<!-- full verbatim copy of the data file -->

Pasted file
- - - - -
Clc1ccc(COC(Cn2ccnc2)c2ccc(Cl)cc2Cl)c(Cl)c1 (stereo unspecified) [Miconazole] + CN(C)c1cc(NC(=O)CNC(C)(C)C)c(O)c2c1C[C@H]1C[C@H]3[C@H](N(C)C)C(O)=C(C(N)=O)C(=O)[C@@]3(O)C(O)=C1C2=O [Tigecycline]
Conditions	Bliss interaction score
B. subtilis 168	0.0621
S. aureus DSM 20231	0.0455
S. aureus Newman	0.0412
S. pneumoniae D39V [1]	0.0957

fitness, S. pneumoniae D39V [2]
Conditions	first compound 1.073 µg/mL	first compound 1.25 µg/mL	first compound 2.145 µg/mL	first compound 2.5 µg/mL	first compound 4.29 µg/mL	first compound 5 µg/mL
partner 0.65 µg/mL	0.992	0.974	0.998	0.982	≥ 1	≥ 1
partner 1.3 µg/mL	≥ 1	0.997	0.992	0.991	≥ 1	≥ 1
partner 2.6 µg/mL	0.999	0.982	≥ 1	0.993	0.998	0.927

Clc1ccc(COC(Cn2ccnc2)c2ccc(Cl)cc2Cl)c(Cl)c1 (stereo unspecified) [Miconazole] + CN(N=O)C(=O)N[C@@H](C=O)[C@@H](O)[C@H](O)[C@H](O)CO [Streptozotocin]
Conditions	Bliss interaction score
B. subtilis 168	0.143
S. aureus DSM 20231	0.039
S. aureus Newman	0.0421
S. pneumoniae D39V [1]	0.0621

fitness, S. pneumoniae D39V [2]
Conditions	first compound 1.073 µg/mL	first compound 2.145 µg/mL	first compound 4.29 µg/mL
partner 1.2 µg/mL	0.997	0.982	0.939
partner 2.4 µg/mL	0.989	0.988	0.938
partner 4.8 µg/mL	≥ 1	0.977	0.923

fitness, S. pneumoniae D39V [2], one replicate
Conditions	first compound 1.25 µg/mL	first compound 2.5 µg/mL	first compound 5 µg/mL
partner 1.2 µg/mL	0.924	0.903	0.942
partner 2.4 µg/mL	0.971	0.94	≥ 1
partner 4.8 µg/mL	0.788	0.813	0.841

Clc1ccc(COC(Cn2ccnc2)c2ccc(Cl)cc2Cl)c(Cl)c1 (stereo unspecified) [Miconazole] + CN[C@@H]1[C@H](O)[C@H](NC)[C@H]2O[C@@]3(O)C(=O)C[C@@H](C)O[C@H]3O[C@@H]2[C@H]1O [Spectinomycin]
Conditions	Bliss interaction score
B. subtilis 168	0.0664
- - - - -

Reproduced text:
Clc1ccc(COC(Cn2ccnc2)c2ccc(Cl)cc2Cl)c(Cl)c1 (stereo unspecified) [Miconazole] + CN(C)c1cc(NC(=O)CNC(C)(C)C)c(O)c2c1C[C@H]1C[C@H]3[C@H](N(C)C)C(O)=C(C(N)=O)C(=O)[C@@]3(O)C(O)=C1C2=O [Tigecycline]
Conditions	Bliss interaction score
B. subtilis 168	0.0621
S. aureus DSM 20231	0.0455
S. aureus Newman	0.0412
S. pneumoniae D39V [1]	0.0957

fitness, S. pneumoniae D39V [2]
Conditions	first compound 1.073 µg/mL	first compound 1.25 µg/mL	first compound 2.145 µg/mL	first compound 2.5 µg/mL	first compound 4.29 µg/mL	first compound 5 µg/mL
partner 0.65 µg/mL	0.992	0.974	0.998	0.982	≥ 1	≥ 1
partner 1.3 µg/mL	≥ 1	0.997	0.992	0.991	≥ 1	≥ 1
partner 2.6 µg/mL	0.999	0.982	≥ 1	0.993	0.998	0.927

Clc1ccc(COC(Cn2ccnc2)c2ccc(Cl)cc2Cl)c(Cl)c1 (stereo unspecified) [Miconazole] + CN(N=O)C(=O)N[C@@H](C=O)[C@@H](O)[C@H](O)[C@H](O)CO [Streptozotocin]
Conditions	Bliss interaction score
B. subtilis 168	0.143
S. aureus DSM 20231	0.039
S. aureus Newman	0.0421
S. pneumoniae D39V [1]	0.0621

fitness, S. pneumoniae D39V [2]
Conditions	first compound 1.073 µg/mL	first compound 2.145 µg/mL	first compound 4.29 µg/mL
partner 1.2 µg/mL	0.997	0.982	0.939
partner 2.4 µg/mL	0.989	0.988	0.938
partner 4.8 µg/mL	≥ 1	0.977	0.923

fitness, S. pneumoniae D39V [2], one replicate
Conditions	first compound 1.25 µg/mL	first compound 2.5 µg/mL	first compound 5 µg/mL
partner 1.2 µg/mL	0.924	0.903	0.942
partner 2.4 µg/mL	0.971	0.94	≥ 1
partner 4.8 µg/mL	0.788	0.813	0.841

Clc1ccc(COC(Cn2ccnc2)c2ccc(Cl)cc2Cl)c(Cl)c1 (stereo unspecified) [Miconazole] + CN[C@@H]1[C@H](O)[C@H](NC)[C@H]2O[C@@]3(O)C(=O)C[C@@H](C)O[C@H]3O[C@@H]2[C@H]1O [Spectinomycin]
Conditions	Bliss interaction score
B. subtilis 168	0.0664